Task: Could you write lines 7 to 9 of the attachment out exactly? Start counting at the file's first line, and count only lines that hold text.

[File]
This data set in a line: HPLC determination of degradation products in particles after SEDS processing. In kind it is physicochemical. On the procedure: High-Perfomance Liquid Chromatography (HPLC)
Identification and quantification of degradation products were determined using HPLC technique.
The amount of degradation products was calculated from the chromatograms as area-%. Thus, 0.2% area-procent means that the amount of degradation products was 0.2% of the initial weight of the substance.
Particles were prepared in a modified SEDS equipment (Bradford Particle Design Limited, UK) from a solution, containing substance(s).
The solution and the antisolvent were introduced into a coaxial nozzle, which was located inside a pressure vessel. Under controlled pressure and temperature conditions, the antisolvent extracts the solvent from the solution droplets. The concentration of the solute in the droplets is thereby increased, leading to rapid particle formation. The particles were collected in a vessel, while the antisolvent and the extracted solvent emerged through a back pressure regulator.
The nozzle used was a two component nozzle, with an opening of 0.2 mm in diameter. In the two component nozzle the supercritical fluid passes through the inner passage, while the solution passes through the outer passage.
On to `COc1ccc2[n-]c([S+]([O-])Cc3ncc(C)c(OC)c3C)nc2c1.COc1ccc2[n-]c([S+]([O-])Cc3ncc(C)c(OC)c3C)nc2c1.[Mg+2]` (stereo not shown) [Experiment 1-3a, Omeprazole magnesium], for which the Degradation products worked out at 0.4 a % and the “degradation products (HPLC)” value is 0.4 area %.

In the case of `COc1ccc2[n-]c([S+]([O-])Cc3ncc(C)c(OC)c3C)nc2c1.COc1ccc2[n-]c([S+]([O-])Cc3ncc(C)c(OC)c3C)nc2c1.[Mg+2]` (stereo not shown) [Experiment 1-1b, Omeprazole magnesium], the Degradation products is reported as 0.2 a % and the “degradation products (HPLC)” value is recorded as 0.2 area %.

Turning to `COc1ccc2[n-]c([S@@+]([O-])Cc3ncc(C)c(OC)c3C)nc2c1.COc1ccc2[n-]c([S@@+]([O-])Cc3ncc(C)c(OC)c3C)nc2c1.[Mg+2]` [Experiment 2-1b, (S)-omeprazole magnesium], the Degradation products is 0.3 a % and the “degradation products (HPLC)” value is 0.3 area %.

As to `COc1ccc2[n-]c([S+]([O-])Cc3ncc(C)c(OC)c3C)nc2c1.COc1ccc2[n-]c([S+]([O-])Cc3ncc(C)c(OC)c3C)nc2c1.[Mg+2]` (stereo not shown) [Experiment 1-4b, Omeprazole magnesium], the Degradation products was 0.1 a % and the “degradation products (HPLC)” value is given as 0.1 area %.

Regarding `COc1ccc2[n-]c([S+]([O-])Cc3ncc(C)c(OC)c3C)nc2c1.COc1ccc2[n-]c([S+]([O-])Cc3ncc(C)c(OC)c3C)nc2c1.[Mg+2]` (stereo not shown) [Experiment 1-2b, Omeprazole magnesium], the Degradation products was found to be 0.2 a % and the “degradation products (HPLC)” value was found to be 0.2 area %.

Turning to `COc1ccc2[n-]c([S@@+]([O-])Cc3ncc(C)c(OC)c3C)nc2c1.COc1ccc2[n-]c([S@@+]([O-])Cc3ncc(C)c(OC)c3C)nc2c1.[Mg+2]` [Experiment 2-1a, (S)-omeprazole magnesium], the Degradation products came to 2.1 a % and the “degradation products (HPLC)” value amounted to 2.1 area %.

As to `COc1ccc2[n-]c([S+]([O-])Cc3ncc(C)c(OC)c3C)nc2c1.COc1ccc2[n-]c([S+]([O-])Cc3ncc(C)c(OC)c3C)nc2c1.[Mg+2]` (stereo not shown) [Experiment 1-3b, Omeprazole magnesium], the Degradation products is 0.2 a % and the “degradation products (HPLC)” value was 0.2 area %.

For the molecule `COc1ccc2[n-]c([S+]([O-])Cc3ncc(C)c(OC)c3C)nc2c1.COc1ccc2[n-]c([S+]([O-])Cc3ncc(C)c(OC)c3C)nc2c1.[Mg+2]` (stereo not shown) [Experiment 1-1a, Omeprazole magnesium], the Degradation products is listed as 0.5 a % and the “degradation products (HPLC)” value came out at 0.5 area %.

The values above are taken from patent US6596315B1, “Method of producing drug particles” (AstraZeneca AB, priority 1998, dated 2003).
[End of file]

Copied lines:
On to `COc1ccc2[n-]c([S+]([O-])Cc3ncc(C)c(OC)c3C)nc2c1.COc1ccc2[n-]c([S+]([O-])Cc3ncc(C)c(OC)c3C)nc2c1.[Mg+2]` (stereo not shown) [Experiment 1-3a, Omeprazole magnesium], for which the Degradation products worked out at 0.4 a % and the “degradation products (HPLC)” value is 0.4 area %.

In the case of `COc1ccc2[n-]c([S+]([O-])Cc3ncc(C)c(OC)c3C)nc2c1.COc1ccc2[n-]c([S+]([O-])Cc3ncc(C)c(OC)c3C)nc2c1.[Mg+2]` (stereo not shown) [Experiment 1-1b, Omeprazole magnesium], the Degradation products is reported as 0.2 a % and the “degradation products (HPLC)” value is recorded as 0.2 area %.

Turning to `COc1ccc2[n-]c([S@@+]([O-])Cc3ncc(C)c(OC)c3C)nc2c1.COc1ccc2[n-]c([S@@+]([O-])Cc3ncc(C)c(OC)c3C)nc2c1.[Mg+2]` [Experiment 2-1b, (S)-omeprazole magnesium], the Degradation products is 0.3 a % and the “degradation products (HPLC)” value is 0.3 area %.